VCCS New Horizons 2018

VCCS New Horizons 2018

Share what's happening with New Horizons!

Excellence in Education Awards Student Success Best Practice Summaries

The New Horizons Excellence in Education (EIE) Awards acknowledge the enhancement of student success through academic engagement and innovation within the VCCS. For the 2017 Awards, each college submitted their Student Success Best Practice for a total of 23 projects. Summaries of each project can be found below.


College:

Blue Ridge Community College

Best Practice Name:

SAP Student Success Project: Achieving Success in College

Best Practice Summary:

The SAP Student Success Project: Achieving Success in College was developed in response to the high number of students being placed on financial aid suspension at the end of each academic semester. Placement on financial aid suspension means loss of financial aid for the next semester. BRCC was losing on average 300 students per semester as they didn’t have a plan B to pay for courses out-of-pocket. BRCC did not have intentional, intrusive interventions in place to assist these students. The initiative’s primary objective was to improve the retention of students on financial aid suspension through the use of intrusive advising interventions. These interventions include completion of a 10 module success workshop, a face-to-face meeting with a Success Advisor, and the development of a learning contract which is submitted with the suspension appeal. This project was initiated in summer 2015 and continues to be implemented following each semester. Collected data indicates the following favorable outcomes including : a decrease in the number of students on financial aid suspension each semester; an increase in semester GPAs when students meet with a Success Advisor one or more times during the semester; and higher than average retention rates among SAP students from one semester to the next. Data comparisons for data collected from summer 2015 to present reveal continuous improvement in each of the outcomes listed above.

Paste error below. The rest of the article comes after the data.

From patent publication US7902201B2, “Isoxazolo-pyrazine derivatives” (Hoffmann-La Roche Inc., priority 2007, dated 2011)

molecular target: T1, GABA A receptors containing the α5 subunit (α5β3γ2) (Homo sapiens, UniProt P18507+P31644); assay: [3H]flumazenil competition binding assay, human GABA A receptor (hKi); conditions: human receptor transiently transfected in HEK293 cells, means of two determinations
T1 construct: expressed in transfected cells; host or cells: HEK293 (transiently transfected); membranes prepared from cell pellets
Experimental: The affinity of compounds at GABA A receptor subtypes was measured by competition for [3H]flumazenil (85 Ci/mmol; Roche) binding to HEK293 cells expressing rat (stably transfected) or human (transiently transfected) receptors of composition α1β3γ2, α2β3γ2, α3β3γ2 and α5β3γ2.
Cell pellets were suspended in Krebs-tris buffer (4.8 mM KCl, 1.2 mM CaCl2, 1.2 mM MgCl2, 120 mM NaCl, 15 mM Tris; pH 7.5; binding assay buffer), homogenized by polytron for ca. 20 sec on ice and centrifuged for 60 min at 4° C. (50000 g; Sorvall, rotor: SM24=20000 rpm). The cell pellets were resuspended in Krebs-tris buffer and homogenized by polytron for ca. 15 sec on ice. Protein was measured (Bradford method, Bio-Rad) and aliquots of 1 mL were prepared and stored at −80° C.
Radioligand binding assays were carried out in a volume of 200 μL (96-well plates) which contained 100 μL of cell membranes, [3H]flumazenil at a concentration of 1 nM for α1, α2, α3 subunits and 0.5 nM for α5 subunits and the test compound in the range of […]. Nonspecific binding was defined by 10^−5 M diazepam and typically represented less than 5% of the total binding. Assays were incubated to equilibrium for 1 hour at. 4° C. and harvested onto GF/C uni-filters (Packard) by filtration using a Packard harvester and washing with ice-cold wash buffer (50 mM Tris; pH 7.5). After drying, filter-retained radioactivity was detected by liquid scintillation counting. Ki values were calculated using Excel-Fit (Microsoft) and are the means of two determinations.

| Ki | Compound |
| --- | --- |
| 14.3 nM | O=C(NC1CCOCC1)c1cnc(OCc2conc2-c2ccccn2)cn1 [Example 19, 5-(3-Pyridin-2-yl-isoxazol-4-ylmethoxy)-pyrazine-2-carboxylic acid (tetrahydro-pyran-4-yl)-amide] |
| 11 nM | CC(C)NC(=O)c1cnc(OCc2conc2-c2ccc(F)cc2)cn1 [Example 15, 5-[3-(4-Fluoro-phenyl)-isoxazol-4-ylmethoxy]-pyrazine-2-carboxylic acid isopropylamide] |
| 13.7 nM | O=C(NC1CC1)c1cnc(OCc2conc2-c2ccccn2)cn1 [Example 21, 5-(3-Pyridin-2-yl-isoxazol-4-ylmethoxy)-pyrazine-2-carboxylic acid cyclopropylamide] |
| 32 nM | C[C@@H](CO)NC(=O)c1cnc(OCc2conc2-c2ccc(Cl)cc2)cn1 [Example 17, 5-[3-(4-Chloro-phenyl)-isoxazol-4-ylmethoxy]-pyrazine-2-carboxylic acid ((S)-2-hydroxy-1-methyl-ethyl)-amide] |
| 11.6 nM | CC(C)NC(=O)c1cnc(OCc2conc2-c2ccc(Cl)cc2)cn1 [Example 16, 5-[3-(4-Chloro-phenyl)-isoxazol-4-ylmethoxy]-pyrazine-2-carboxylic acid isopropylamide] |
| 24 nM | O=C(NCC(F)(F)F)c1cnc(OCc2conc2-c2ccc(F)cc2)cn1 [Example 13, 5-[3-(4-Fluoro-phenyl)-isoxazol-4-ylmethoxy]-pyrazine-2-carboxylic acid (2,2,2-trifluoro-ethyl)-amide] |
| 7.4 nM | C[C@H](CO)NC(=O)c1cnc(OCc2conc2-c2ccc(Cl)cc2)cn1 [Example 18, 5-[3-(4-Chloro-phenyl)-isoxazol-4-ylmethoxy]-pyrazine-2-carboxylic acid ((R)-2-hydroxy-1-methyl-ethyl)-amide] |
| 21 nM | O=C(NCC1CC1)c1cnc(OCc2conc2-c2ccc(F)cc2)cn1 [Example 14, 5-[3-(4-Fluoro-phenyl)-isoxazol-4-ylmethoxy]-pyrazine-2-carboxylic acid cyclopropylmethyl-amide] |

College: